Melbourne: Australian Prime Minister Julia Gillard has emerged as the most unpopular leader since former Prime Minister Paul Keating, according to a new poll.

Voter satisfaction with Gillard who sunk below opposition leader Tony Abbott as preferred Prime Minister for the first time dipped to a record low, the latest Newspoll said.

She has suggested her plummeting approval rating with voters may not have bottomed out as she battles to convince the electorate about the benefits of a carbon tax.

Dissatisfaction with Gillard has leapt to a high of 62 per cent, up seven points in the past two weeks.

Based on second-preference flows at the August 2010 election, the coalition has maintained its clear election-winning lead over Labor of 55 per cent to 45 per cent.

Despite the poll slump, Gillard said she is determined to push on with her government's agenda, including a carbon tax.

"This is a tough reform and it may get even tougher, before it gets easier," she said.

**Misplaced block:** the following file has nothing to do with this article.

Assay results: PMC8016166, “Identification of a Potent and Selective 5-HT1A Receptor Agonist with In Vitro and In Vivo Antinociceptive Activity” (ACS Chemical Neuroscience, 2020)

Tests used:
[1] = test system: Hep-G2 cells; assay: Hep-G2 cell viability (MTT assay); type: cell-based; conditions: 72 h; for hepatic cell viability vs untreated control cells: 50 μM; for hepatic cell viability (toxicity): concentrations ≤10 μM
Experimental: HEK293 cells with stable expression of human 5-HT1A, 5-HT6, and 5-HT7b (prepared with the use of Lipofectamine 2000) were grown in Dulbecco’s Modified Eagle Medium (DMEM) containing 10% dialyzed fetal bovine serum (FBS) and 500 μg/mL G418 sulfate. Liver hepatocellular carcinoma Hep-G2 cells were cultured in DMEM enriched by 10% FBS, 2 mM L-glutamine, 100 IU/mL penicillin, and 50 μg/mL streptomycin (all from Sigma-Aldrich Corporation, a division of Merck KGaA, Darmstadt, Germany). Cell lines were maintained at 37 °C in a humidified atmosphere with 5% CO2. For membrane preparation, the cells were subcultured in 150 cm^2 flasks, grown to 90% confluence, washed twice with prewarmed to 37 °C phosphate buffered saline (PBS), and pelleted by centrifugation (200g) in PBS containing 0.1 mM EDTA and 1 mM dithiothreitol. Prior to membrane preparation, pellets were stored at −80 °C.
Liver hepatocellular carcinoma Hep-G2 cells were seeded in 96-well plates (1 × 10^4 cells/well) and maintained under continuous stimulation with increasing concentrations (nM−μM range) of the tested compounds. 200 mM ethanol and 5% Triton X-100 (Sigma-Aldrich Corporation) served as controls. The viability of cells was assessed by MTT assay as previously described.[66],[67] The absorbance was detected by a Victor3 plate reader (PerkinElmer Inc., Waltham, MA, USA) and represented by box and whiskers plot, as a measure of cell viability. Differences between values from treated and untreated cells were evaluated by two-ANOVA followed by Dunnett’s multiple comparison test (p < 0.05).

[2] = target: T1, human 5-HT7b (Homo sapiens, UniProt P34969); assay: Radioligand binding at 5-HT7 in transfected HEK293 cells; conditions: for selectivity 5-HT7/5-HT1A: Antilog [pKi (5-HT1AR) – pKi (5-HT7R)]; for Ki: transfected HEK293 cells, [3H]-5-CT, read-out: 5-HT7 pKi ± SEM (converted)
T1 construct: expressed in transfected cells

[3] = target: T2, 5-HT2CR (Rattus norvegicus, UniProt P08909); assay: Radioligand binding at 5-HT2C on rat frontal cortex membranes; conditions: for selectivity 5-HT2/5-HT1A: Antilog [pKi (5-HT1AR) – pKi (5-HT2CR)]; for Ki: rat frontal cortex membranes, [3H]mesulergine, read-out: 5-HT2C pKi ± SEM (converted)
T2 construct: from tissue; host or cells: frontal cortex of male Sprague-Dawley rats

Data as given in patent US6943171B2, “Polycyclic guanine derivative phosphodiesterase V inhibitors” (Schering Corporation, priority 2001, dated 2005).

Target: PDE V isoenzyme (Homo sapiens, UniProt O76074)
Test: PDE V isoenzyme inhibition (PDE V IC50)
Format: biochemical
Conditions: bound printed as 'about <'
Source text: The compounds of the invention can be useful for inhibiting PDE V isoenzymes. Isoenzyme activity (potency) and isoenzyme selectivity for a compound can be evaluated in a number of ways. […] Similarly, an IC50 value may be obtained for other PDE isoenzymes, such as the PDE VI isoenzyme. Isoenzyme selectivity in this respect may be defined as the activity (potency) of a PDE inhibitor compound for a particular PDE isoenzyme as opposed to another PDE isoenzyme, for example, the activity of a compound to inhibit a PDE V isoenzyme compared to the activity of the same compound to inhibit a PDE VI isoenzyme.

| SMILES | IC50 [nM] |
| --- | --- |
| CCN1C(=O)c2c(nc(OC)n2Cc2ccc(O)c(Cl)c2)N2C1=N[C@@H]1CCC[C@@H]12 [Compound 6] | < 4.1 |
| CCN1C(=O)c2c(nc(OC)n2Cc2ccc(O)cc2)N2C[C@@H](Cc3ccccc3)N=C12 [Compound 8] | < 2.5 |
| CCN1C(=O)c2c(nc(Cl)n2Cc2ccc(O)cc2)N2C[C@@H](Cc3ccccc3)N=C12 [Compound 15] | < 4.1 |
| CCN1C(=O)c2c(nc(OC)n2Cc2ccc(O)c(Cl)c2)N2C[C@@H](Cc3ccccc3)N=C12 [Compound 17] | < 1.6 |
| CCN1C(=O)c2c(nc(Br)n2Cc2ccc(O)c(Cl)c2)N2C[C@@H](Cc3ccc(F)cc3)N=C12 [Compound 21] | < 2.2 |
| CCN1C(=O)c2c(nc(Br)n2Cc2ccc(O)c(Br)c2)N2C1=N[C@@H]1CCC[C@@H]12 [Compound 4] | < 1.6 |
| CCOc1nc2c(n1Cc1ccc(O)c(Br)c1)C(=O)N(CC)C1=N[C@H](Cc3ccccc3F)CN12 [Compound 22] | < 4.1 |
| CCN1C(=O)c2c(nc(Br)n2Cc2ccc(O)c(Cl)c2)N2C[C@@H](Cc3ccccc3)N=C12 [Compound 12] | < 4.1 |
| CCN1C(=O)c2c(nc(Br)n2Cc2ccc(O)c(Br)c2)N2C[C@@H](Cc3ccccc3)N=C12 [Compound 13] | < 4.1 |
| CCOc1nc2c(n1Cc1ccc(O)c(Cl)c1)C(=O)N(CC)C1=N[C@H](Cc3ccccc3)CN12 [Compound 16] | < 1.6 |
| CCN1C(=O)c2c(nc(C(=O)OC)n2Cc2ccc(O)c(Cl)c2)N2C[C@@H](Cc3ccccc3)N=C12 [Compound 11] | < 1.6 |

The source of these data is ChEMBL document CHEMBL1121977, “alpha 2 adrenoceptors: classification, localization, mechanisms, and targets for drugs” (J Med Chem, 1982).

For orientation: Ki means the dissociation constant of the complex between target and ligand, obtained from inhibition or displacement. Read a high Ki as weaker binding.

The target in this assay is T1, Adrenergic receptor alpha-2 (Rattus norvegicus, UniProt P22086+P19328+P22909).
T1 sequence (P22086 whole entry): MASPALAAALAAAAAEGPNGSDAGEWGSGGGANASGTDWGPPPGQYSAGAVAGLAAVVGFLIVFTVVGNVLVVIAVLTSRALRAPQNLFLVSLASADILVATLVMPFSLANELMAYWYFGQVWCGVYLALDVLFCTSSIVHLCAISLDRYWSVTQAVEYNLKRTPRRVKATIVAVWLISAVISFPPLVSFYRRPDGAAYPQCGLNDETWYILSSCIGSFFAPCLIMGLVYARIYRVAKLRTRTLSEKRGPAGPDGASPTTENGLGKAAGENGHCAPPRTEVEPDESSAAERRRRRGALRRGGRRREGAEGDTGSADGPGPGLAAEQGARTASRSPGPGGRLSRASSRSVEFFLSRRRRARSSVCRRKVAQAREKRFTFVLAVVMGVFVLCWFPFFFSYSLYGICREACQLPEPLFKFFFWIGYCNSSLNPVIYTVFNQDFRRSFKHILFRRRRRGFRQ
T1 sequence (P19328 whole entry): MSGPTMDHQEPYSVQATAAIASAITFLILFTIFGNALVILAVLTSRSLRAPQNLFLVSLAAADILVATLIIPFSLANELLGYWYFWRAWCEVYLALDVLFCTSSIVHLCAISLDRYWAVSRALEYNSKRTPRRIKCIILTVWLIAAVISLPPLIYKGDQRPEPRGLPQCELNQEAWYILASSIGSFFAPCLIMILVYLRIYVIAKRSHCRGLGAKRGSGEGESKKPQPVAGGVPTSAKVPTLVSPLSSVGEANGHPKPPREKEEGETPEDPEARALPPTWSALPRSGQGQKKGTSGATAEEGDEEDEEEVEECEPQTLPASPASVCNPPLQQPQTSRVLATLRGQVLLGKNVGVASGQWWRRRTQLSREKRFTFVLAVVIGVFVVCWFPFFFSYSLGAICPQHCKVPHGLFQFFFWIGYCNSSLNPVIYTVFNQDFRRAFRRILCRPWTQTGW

When asked about voter preference for Kevin Rudd, the man she toppled to become Prime Minister a year ago, Gillard said, "My eyes are firmly trained on the future and what is right for this country."

An Essential poll showed that Rudd would do better than Gillard against the coalition - lifting Labor's two-party-preferred vote from 45 per cent to an election-winning 53 per cent.

Gillard insists that once carbon pricing is in place, people will see how the system works and its benefits.

"We're a long way from that, that's why I think we're in a tough period now and there may be some further tough periods ahead," she said.

"But ultimately I believe Australians will see the need to price carbon."

Treasurer Wayne Swan said governments always struggle in the opinion polls when they introduce important changes.

"It's never been any different in Australia when governments put in place very significant reforms," he said.

Swan said the government was "losing some paint" during the carbon tax debate partly because it was up against an ocean of negativity and vested interests "all having a go".

"So what we've got to do is stay the course and put in place the big reforms that do the right thing by the country."


(Agencies)